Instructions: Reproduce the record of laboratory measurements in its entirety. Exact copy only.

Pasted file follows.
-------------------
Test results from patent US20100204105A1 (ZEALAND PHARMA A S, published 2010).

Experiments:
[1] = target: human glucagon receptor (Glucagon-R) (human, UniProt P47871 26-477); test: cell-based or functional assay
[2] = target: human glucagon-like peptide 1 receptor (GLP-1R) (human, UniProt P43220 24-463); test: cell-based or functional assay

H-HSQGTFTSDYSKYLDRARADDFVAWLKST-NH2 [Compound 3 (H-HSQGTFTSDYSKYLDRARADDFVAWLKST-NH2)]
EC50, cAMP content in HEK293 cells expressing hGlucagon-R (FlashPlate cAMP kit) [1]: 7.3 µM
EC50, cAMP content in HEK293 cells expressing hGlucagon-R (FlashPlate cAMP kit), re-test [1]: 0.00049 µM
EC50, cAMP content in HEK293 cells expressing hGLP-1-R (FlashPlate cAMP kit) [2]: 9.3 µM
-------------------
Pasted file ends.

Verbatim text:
Test results from patent US20100204105A1 (ZEALAND PHARMA A S, published 2010).

Experiments:
[1] = target: human glucagon receptor (Glucagon-R) (human, UniProt P47871 26-477); test: cell-based or functional assay
[2] = target: human glucagon-like peptide 1 receptor (GLP-1R) (human, UniProt P43220 24-463); test: cell-based or functional assay

H-HSQGTFTSDYSKYLDRARADDFVAWLKST-NH2 [Compound 3 (H-HSQGTFTSDYSKYLDRARADDFVAWLKST-NH2)]
EC50, cAMP content in HEK293 cells expressing hGlucagon-R (FlashPlate cAMP kit) [1]: 7.3 µM
EC50, cAMP content in HEK293 cells expressing hGlucagon-R (FlashPlate cAMP kit), re-test [1]: 0.00049 µM
EC50, cAMP content in HEK293 cells expressing hGLP-1-R (FlashPlate cAMP kit) [2]: 9.3 µM